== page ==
Vitamin C status of patients with chronic wounds.
BACKGROUND: Vitamin C has long been one of the most significant and debated, and even controversial, vitamins. Increased vitamin C intake, from limited studies, has shown benefits from lowering the risk of cardiovascular events, gestational diabetes mellitus, to improving brain function. There is an increasing body of knowledge suggesting that vitamin C might be beneficial in wound healing through pleiotropic mechanisms. However, the association between vitamin C and wound healing is still unclear, and this is particularly the case with chronic, slow healing wounds. Are there predictable variations of vitamin C levels in patients with chronic wounds? What is the prevalence of vitamin C deficiency in patients with chronic wounds? This study assessed these questions. AIM: This study investigated the vitamin C status of patients with chronic wounds living in the community of Canterbury, New Zealand. The main research objective of this study was to determine the prevalence of hypovitaminosis C (vitamin C deficient [i.e. < 23 μmol/L] and severely deficient [i.e. < 11 μmol/L]) in patients with chronic wounds. METHODS: Within a cross-sectional study, the plasma vitamin C concentration of 54 chronic wound patients under the care of a specialty wound clinic was collected and analyzed. The plasma vitamin C results were compared to reference values to calculate the prevalence of hypovitaminosis C. Additionally, these values were compared against demographic data, smoking status, and wound characteristics. Finally, associations between these variables were statistically analyzed. RESULTS: The study found that 26.9% of the cohort had hypovitaminosis C, with 19.2% deficient (i.e. <23 μmol/L), and 7.7% severely deficient (i.e. <11 μmol/L) in vitamin C. There was no correlation between age, gender, smoking status, or wound characteristics (i.e. wound age, wound exudates, wound area) with plasma vitamin C concentrations. However, an increased BMI was found to be associated with low plasma vitamin C concentrations. Obese participants (i.e. ≥ 30 kg/m2) were found to have lower plasma vitamin C concentrations when compared to participants with normal BMI measure (i.e. 18.50–24.99 kg/m2), p = 0.0002. Overweight participants (i.e. 25.00–29.99 kg/m2) also had lower plasma vitamin C concentrations than those with a normal BMI, p = 0.01. CONCLUSION: Chronic wound patients, particularly with venous leg ulcers, were found to have vitamin C deficiency. The reduced plasma vitamin C concentrations were likely due to chronic inflammation, oxidative burden, which increase the vitamin C demand and turnover. As vitamin C might impact wound healing, further investigation is therefore recommended to investigate potential benefits of vitamin C in treating chronic wound healing.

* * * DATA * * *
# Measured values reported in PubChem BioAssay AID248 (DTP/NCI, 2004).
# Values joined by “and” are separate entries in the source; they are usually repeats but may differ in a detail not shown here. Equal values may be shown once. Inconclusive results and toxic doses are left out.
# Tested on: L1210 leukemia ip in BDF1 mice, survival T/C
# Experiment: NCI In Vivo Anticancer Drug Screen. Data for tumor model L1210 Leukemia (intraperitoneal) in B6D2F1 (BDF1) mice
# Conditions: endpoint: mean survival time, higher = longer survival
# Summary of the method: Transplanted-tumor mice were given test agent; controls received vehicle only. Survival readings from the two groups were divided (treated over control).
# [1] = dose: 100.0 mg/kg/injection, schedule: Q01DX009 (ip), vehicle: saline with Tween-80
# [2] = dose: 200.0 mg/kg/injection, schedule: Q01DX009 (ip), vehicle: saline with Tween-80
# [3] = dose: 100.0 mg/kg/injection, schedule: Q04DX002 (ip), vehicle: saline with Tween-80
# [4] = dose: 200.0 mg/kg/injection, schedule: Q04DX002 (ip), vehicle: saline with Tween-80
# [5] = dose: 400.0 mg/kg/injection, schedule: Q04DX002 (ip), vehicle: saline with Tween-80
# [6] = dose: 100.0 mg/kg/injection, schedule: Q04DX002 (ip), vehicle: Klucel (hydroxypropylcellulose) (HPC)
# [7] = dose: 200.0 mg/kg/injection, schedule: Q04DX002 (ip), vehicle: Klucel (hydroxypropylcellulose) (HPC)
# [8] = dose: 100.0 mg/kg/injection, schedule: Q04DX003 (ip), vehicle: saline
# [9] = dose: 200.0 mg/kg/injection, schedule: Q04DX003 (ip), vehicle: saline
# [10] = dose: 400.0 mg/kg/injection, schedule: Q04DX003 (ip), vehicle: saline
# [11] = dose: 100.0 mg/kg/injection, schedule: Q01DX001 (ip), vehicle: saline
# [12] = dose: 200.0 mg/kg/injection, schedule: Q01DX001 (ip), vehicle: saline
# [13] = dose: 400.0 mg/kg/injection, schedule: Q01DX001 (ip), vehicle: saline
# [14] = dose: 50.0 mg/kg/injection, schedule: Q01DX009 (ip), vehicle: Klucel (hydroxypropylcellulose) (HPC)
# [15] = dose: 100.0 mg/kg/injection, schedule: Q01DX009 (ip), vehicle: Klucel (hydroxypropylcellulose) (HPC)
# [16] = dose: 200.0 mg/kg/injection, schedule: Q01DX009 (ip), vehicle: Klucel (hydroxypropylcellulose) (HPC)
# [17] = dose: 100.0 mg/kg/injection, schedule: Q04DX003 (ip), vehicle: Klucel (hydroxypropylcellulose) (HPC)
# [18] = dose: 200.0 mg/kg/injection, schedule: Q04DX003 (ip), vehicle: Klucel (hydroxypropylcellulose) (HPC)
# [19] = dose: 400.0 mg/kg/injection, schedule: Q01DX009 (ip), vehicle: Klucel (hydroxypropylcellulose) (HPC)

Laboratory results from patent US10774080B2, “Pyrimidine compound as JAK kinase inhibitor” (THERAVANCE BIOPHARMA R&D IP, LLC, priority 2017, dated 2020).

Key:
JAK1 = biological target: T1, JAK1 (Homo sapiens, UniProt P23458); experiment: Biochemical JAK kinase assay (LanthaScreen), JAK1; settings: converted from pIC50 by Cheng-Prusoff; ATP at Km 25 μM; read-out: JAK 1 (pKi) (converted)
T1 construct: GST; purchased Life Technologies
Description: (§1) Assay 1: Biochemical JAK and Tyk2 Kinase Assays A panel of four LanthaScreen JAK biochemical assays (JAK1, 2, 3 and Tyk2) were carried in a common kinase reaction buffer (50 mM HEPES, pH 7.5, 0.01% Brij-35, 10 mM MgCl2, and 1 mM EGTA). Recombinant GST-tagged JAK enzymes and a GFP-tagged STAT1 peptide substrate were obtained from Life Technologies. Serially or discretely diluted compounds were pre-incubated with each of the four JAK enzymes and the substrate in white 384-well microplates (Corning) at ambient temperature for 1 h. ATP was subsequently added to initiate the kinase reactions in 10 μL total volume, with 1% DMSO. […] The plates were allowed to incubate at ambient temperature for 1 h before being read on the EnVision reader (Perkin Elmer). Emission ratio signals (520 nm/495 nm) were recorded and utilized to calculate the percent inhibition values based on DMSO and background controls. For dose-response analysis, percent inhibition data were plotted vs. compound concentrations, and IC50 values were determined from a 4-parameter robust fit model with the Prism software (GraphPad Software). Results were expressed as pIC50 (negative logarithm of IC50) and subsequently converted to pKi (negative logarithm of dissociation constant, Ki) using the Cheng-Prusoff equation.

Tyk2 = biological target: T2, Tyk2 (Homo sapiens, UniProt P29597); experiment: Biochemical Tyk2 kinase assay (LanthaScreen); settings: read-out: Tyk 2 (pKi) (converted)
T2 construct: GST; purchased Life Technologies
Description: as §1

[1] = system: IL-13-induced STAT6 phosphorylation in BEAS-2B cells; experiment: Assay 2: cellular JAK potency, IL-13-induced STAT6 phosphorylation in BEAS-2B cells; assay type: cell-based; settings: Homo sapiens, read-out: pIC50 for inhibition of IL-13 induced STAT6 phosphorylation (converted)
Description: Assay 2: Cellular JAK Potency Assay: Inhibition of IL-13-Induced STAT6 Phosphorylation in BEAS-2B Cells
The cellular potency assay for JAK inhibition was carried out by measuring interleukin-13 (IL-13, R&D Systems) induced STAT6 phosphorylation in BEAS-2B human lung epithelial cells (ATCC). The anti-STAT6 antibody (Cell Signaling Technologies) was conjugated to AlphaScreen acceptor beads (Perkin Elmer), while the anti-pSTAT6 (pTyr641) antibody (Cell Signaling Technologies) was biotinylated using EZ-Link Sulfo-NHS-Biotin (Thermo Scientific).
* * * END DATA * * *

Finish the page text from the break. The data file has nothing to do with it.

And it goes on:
Advisor: Burrell , Beverley; Seaton, Phillippa; Pullar, Juliet
Degree Name: Master of Health Sciences
Degree Discipline: Centre for Postgraduate Nursing Studies
Publisher: University of Otago
Keywords: New Zealand; Vitamin C; Chronic Wounds; Canterbury
Research Type: Thesis